Ozone deal called boost to fighting climate change
OTTAWA (Reuters) - A deal by 191 nations to eliminate ozone-depleting substances 10 years ahead of schedule is a "pivotal moment" in the fight against global warming, Canadian Environment Minister John Baird said on Saturday.
Delegates at a U.N. conference in Montreal struck the deal late on Friday. The agreement will phase out production and use of hydrochlorofluorocarbons (HCFCs) for developed countries to 2020 from 2030 and to 2030 from 2040 for developing nations.
The United Nations also hailed the deal, saying it could cut billions of tones in greenhouse gas emissions.
Washington says the faster phase-out of HCFCs will be twice as effective as the Kyoto protocol in fighting climate change. The United States walked away from the protocol in 2001 and Canada says it cannot meet its Kyoto targets.
"It (the deal) ... will stand out as a pivotal moment in the international fight against global warming," Baird told a televised news conference in Montreal.
Baird said the fact that India, the United States and China -- major countries not bound by firm Kyoto targets -- had signed the deal was a promising sign ahead of talks designed to produce a climate change accord after 2012.
The U.N. Environment Program (UNEP) conference in Montreal marked the 20th anniversary of the Montreal protocol, which was designed to cut the use and output of chemicals found to harm the ozone layer.
Damage to the layer protecting the Earth from ultraviolet radiation has been linked to an increased risk of cancers and cataracts among humans. HCFCs are used in air conditioners and refrigerators.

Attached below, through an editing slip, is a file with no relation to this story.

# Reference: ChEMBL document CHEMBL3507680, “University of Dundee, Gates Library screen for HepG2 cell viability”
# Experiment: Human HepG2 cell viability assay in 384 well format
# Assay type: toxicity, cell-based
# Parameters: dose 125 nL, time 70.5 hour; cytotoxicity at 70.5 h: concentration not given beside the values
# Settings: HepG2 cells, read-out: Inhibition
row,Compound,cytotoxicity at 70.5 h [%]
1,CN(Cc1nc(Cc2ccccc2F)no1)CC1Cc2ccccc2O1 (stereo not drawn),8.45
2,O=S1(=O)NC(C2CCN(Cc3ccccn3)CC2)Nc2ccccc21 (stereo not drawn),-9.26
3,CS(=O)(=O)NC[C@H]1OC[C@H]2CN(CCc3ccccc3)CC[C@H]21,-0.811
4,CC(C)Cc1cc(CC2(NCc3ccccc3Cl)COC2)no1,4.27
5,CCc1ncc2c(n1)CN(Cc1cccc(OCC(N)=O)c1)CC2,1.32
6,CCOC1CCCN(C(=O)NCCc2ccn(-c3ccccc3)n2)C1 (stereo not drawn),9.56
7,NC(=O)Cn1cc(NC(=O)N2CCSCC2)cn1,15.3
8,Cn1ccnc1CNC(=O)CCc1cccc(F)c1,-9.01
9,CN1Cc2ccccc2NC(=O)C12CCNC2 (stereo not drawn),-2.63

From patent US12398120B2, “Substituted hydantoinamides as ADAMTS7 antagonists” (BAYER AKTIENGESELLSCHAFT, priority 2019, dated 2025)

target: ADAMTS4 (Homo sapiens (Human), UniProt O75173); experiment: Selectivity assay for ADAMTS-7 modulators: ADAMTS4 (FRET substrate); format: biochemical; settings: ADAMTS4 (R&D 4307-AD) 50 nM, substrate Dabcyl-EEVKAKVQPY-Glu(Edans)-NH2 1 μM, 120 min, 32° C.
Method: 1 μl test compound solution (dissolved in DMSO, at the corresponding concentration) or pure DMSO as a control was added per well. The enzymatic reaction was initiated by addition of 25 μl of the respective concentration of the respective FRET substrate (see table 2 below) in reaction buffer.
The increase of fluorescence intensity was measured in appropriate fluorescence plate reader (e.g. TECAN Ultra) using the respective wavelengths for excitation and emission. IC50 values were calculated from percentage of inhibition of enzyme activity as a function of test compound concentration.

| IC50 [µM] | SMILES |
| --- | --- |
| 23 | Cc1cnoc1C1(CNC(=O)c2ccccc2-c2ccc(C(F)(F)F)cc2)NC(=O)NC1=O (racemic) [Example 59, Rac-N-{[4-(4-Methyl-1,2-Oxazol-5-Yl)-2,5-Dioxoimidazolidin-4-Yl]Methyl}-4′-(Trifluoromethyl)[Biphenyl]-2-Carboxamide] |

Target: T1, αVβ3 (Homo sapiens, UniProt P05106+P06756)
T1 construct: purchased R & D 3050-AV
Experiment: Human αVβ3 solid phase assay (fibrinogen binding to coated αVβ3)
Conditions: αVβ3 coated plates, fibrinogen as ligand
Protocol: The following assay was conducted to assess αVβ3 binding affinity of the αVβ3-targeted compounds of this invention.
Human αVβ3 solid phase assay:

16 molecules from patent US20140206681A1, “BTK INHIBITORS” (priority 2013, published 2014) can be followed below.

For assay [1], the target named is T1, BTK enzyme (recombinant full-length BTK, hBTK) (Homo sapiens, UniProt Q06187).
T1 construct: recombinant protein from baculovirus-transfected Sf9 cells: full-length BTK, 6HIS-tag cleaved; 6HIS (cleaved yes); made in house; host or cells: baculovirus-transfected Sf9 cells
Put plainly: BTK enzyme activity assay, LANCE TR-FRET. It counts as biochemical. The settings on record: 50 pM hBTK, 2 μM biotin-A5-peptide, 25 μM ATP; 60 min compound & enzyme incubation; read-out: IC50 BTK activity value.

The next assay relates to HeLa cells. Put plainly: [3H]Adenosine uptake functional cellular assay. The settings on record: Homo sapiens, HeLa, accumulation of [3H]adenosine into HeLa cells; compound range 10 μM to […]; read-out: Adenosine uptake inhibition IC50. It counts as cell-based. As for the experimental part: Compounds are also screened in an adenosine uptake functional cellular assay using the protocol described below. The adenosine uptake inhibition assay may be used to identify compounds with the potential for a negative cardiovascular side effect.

"Governments had a golden opportunity to deal with the twin challenges of climate change and protecting the ozone layer and governments took it," Achim Steiner, UNEP's executive director, said in a statement.
"The precise and final savings in terms of greenhouse gas emissions could amount to several billions of tones."
White House spokeswoman Dana Perino said the agreement "represents one of the most significant new global actions to confront climate change by reducing the greenhouse gas profile of the phased-out substances."
Under the terms of the deal, all governments agreed to freeze HCFC production by 2013 compared to average production levels in 2009 and 2010.
Developed nations agreed to cut production and consumption by 75 percent by 2010 and by 90 percent by 2015 on the way to a full phase-out by 2020.
Developing nations committed to a 10-percent cut in production and consumption by 2015, a 35-percent cut by 2020, a 67.5-percent reduction by 2025 and a phase-out by 2030.
UNEP said that delegates had agreed to find enough money to provide financial and technical help to developing nations, but gave no details. The United States said before the talks that finding enough aid to satisfy China would be crucial.
Baird told Reuters he had been "stunned and really pleased" by what he called China's huge contribution during the talks.
UNEP said it has spent $2 billion U.S. since 1987 on helping developing nations curb the use and production of ozone-damaging substances.
A study group will now probe how much the accelerated elimination is likely to cost. It will report early next year.
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